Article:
By MORGAN WINSOR, EMILY SHAPIRO, ERIN SCHUMAKER, IVAN PEREIRA, JON HAWORTH and MEREDITH DELISO, ABC News
(NEW YORK) — A pandemic of the novel coronavirus has now killed more than 1.3 million people worldwide.
Over 57 million people across the globe have been diagnosed with COVID-19, the disease caused by the new respiratory virus, according to data compiled by the Center for Systems Science and Engineering at Johns Hopkins University. The actual numbers are believed to be much higher due to testing shortages, many unreported cases and suspicions that some national governments are hiding or downplaying the scope of their outbreaks. The criteria for diagnosis — through clinical means or a lab test — has also varied from country to country.
The United States is the worst-affected nation, with more than 11.7 million diagnosed cases and at least 252,838 deaths.
Nearly 200 vaccine candidates for COVID-19 are being tracked by the World Health Organization, at least 10 of which are in crucial phase three studies. Of those 10 potential vaccines in late-stage trials, there are currently five that will be available in the United States if approved.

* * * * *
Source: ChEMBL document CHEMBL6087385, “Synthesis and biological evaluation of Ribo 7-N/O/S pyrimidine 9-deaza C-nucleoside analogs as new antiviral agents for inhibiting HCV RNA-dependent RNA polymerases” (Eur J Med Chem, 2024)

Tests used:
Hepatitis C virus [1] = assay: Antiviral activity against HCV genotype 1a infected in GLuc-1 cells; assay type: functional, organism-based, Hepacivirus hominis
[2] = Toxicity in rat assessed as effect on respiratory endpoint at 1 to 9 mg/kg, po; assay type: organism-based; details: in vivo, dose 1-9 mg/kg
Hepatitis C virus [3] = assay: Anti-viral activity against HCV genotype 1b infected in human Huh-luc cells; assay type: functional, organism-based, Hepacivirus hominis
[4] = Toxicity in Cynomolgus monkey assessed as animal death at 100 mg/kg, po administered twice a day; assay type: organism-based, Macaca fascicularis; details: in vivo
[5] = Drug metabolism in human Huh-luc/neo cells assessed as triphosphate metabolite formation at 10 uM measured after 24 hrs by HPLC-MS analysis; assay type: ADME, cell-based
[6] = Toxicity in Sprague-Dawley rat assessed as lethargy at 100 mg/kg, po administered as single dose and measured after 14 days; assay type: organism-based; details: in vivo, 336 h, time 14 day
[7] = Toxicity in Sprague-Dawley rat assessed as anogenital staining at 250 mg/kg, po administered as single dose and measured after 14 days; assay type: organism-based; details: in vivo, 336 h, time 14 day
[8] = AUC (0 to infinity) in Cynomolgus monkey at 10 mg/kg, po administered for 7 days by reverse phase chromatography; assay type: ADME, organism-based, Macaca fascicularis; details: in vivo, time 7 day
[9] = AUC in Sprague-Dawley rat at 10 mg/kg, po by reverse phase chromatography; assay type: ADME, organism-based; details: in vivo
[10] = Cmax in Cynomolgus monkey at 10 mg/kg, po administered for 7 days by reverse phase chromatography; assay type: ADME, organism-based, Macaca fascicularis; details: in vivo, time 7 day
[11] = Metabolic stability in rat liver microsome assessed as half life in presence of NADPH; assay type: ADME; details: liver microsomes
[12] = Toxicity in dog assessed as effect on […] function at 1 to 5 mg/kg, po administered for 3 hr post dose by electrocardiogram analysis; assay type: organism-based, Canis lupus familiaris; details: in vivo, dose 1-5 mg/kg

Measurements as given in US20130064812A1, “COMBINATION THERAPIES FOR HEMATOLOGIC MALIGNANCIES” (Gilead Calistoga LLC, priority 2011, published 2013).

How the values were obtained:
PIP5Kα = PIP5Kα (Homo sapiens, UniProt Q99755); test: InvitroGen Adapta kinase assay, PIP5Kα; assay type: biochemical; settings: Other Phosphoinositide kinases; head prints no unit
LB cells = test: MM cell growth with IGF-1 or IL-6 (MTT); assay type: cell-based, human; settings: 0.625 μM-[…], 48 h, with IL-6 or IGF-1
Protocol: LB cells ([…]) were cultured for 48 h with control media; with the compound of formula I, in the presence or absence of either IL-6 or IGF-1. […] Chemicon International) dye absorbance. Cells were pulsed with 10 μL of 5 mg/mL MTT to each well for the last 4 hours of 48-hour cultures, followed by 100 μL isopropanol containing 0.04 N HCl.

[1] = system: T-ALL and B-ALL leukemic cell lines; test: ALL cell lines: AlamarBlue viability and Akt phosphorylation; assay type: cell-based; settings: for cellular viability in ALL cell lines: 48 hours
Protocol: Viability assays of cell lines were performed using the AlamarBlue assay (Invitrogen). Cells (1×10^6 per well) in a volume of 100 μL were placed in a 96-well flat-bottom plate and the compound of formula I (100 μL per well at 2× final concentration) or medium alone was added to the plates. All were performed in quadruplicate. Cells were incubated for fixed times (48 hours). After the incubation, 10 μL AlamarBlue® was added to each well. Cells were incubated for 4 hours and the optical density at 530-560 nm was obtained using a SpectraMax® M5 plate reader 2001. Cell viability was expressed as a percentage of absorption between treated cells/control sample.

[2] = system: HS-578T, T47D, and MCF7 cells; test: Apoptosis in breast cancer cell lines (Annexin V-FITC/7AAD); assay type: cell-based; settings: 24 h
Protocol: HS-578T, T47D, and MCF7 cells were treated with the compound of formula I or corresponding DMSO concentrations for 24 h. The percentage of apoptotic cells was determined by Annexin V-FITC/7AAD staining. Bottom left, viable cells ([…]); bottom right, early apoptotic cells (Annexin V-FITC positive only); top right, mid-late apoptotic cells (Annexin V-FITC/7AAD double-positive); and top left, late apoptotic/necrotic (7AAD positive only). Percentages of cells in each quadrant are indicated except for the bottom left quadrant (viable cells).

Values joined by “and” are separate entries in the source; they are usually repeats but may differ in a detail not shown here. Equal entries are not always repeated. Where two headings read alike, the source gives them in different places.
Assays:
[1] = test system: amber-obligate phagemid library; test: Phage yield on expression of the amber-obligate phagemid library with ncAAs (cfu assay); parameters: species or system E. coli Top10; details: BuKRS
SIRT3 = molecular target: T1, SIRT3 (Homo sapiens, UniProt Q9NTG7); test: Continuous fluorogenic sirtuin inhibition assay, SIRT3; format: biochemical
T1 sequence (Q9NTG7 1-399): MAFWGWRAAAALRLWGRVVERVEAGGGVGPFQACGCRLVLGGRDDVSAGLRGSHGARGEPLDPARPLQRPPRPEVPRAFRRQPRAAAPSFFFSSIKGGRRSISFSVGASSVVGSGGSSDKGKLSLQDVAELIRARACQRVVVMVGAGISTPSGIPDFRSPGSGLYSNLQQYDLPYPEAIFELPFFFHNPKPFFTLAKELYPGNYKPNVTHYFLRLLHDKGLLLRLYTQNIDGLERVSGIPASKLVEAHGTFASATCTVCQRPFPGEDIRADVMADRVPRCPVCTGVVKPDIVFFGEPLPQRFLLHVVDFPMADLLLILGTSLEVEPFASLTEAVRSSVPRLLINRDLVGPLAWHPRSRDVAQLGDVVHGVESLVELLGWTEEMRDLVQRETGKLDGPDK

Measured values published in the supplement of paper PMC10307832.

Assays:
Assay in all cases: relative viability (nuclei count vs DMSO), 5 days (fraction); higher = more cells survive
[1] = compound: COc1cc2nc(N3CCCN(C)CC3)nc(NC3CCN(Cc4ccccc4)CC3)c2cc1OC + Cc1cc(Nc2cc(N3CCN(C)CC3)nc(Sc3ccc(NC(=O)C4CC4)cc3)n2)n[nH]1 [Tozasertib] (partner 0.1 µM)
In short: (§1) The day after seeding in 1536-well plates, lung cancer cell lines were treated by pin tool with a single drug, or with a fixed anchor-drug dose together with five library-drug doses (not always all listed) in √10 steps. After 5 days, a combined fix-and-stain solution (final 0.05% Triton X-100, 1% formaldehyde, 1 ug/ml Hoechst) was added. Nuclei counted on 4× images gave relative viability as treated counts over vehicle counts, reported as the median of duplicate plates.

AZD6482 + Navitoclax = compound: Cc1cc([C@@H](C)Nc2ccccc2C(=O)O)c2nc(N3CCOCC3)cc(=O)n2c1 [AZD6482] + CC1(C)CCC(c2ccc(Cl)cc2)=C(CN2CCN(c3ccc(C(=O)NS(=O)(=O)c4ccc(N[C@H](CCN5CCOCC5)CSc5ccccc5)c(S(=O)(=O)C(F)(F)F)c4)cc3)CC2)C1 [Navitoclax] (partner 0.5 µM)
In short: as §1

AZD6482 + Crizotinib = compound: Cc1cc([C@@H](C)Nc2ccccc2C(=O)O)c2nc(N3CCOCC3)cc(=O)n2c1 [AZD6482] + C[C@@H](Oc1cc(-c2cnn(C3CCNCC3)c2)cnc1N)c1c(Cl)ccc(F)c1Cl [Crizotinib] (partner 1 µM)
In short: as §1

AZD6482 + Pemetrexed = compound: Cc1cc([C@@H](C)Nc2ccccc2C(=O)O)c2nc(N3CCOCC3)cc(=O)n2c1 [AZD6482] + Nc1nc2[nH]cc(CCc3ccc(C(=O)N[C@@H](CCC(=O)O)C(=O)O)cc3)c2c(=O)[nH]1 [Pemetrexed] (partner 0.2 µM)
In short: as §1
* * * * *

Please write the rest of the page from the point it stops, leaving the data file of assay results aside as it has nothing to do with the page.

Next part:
Here’s how the news is developing Friday. All times Eastern:
Nov 20, 9:57 am
Florida Sen. Rick Scott tests positive, urges everyone to wear masks
Sen. Rick Scott, R-Fl., announced Friday that he has tested positive for COVID-19.
After returning to Florida last week, Scott came into contact with someone who subsequently tested positive. The Republican senator has been quarantining at his home in Naples since then. He took multiple rapid tests earlier this week, all of which were negative, but a PCR (polymerase chain reaction) test he took Tuesday came back positive Friday morning, according to a press release from his office.